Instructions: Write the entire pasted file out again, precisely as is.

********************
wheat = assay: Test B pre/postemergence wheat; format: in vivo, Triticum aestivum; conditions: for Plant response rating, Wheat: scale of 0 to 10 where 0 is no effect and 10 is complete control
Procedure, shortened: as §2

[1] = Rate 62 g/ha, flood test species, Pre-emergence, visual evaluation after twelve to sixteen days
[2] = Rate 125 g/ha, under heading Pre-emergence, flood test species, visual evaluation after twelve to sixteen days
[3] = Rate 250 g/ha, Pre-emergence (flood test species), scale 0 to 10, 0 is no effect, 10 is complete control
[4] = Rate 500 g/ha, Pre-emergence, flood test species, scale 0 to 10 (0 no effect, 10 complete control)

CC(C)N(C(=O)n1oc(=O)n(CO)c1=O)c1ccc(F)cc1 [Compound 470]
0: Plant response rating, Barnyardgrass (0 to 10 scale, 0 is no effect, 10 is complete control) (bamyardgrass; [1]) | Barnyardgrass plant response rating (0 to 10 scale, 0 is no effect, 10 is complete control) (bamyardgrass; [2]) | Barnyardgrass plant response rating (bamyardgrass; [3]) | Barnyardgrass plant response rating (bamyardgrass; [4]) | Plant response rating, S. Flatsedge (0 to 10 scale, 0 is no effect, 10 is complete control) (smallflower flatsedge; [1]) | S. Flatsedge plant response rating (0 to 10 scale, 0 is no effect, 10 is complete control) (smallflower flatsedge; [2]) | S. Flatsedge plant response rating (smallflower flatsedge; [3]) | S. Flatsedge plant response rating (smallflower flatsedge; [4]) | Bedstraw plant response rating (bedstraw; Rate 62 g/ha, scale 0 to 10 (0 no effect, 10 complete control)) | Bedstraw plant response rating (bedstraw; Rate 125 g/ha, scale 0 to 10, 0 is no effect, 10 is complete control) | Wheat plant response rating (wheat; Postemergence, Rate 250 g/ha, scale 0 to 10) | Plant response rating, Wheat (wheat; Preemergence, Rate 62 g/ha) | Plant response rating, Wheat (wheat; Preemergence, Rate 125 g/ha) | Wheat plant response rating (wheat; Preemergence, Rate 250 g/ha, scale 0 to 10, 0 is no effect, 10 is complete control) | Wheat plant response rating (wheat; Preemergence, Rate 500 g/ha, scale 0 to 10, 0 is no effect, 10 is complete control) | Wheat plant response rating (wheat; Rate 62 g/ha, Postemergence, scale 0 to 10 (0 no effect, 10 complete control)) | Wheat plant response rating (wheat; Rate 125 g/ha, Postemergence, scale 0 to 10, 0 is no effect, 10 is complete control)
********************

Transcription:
wheat = assay: Test B pre/postemergence wheat; format: in vivo, Triticum aestivum; conditions: for Plant response rating, Wheat: scale of 0 to 10 where 0 is no effect and 10 is complete control
Procedure, shortened: as §2

[1] = Rate 62 g/ha, flood test species, Pre-emergence, visual evaluation after twelve to sixteen days
[2] = Rate 125 g/ha, under heading Pre-emergence, flood test species, visual evaluation after twelve to sixteen days
[3] = Rate 250 g/ha, Pre-emergence (flood test species), scale 0 to 10, 0 is no effect, 10 is complete control
[4] = Rate 500 g/ha, Pre-emergence, flood test species, scale 0 to 10 (0 no effect, 10 complete control)

CC(C)N(C(=O)n1oc(=O)n(CO)c1=O)c1ccc(F)cc1 [Compound 470]
0: Plant response rating, Barnyardgrass (0 to 10 scale, 0 is no effect, 10 is complete control) (bamyardgrass; [1]) | Barnyardgrass plant response rating (0 to 10 scale, 0 is no effect, 10 is complete control) (bamyardgrass; [2]) | Barnyardgrass plant response rating (bamyardgrass; [3]) | Barnyardgrass plant response rating (bamyardgrass; [4]) | Plant response rating, S. Flatsedge (0 to 10 scale, 0 is no effect, 10 is complete control) (smallflower flatsedge; [1]) | S. Flatsedge plant response rating (0 to 10 scale, 0 is no effect, 10 is complete control) (smallflower flatsedge; [2]) | S. Flatsedge plant response rating (smallflower flatsedge; [3]) | S. Flatsedge plant response rating (smallflower flatsedge; [4]) | Bedstraw plant response rating (bedstraw; Rate 62 g/ha, scale 0 to 10 (0 no effect, 10 complete control)) | Bedstraw plant response rating (bedstraw; Rate 125 g/ha, scale 0 to 10, 0 is no effect, 10 is complete control) | Wheat plant response rating (wheat; Postemergence, Rate 250 g/ha, scale 0 to 10) | Plant response rating, Wheat (wheat; Preemergence, Rate 62 g/ha) | Plant response rating, Wheat (wheat; Preemergence, Rate 125 g/ha) | Wheat plant response rating (wheat; Preemergence, Rate 250 g/ha, scale 0 to 10, 0 is no effect, 10 is complete control) | Wheat plant response rating (wheat; Preemergence, Rate 500 g/ha, scale 0 to 10, 0 is no effect, 10 is complete control) | Wheat plant response rating (wheat; Rate 62 g/ha, Postemergence, scale 0 to 10 (0 no effect, 10 complete control)) | Wheat plant response rating (wheat; Rate 125 g/ha, Postemergence, scale 0 to 10, 0 is no effect, 10 is complete control)